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Hommage to Shah Alam II

Started by Rangnath, September 18, 2007, 06:57:27 AM

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In 1968, while passing by what once was the main gate into the once fortified city of Bhopal, I paused by a street vendor who was selling a variety of junk, old and new.  I looked over his wares and purchased for a few paisa three old coins.  Two I later learned were from Gwalior State.  But the third I've never been able to identify.
One side of the coin, the one with the sword, was nearly identical with one that I found in the Fitzwilliam collection. I'll post both of them for you. 
The side with the sword gives lip service to the Mughol ruler Shah Alam II. He was born in 1759 and died in 1806.  But I believe several states continued to give hommage to him years after his death.  Was that due to laziness, as a political statement or habit?
First, I'll post the coin I bought in Bhopal.


and now the fitzwilliam coin.

BC Numismatics

Richie,those are nice coins that you have posted photos of.The Mogul Emperor Shah Alam II was the very last of his dynasty that was able to exercise any real power.He became the East India Company's effective puppet ruler.His successors were allowed to reign over Delhi,but nowhere else.

Here's an article; .



The coin is most probably in the name of Shah Alam II, but the issuing authority is, despite the clear mark of a sword, not clear (at least to me). On the Fitzwilliam specimen a circular mark with Raij (current) written in it can be observed. Initial this mark was applied as a countermark on various copper coins, but later on it became also part of the die (as in this case). Such coins are commonly found in western Malwa. (See for instance some of the early issues of Ratlam KM#20). Whether this is an issue of Ratlam, I can?t confirm, as hardly any part of the mint name can be seen on the flan of the coin.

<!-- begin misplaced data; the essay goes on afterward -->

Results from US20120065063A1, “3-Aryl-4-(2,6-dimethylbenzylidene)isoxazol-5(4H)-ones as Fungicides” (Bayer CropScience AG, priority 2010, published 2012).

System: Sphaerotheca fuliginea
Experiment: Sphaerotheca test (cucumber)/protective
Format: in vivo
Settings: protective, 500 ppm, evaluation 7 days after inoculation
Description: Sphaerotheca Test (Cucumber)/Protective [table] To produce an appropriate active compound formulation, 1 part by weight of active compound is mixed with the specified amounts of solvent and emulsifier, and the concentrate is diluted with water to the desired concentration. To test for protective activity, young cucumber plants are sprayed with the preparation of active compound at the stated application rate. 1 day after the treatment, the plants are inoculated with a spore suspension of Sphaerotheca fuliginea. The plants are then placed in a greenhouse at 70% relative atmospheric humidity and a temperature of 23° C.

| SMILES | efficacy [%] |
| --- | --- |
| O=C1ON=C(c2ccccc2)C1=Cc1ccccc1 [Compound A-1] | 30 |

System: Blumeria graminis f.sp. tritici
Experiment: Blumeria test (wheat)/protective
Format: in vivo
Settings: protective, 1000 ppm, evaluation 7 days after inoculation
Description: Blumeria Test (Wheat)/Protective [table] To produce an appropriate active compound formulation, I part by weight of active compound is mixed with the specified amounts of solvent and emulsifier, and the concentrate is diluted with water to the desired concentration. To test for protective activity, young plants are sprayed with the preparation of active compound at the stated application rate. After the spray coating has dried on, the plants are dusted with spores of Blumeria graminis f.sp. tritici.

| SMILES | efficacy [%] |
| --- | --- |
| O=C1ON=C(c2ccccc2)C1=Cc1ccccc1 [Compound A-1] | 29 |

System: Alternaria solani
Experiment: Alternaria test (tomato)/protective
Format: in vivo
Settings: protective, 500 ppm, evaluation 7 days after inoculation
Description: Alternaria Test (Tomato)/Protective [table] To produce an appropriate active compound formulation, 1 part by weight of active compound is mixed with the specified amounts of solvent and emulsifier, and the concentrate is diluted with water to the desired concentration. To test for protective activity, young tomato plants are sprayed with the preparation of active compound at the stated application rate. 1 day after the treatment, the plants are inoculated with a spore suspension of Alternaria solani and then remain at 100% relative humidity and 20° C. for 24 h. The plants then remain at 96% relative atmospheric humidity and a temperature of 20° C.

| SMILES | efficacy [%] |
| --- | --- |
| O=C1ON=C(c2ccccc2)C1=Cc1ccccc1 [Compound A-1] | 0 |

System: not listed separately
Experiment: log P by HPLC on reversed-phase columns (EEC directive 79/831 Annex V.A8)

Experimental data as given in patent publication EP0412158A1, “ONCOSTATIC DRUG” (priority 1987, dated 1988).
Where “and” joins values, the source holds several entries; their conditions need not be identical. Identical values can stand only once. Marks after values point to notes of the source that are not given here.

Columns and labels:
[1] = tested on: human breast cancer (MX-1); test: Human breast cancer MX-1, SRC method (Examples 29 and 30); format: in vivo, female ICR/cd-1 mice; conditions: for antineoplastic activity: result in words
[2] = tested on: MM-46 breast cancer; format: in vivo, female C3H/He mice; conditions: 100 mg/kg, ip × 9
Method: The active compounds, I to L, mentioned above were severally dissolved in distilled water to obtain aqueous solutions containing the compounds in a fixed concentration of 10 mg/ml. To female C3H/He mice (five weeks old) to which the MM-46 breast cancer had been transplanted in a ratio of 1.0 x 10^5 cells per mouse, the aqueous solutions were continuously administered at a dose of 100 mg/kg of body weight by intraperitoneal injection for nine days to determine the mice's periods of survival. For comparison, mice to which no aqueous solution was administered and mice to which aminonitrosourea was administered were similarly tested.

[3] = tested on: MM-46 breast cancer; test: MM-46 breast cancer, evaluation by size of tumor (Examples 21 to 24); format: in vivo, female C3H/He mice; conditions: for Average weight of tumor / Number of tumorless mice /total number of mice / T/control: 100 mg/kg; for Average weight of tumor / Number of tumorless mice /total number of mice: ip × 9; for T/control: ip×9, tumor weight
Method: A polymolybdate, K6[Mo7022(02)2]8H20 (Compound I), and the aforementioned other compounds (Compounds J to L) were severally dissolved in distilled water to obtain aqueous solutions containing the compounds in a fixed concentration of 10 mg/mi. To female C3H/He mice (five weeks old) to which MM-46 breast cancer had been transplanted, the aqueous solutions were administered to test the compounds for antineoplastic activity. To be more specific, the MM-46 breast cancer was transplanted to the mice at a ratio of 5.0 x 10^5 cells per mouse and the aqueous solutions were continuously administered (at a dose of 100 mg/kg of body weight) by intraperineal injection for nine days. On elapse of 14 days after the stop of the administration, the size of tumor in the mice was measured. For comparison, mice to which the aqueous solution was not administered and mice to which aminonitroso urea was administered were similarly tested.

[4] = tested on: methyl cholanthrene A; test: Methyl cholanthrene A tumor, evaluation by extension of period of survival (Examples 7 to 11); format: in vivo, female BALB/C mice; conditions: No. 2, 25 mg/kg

As for the posthumus coins in the name of Shah Alam, I can think of two reasons: first, political: the succession to the throne may have been an occasion for some smaller lord to wriggle away a bit from Delhi. With posthumous coins, they could avoid recognizing the new emperor in a way that could not be held against them. Second economic: the teeming masses thought older coins were better (heavier) than newer coins, so by issuing new coins that imitate older coins you can get away with lighter coins at their expense, which may put a break on their teeming and make your army a bit cheaper to maintain while not eating into your life of luxury. The two reasons may be applied at the ame time.

An unidentified coin is a piece of metal. An identified coin is a piece of history.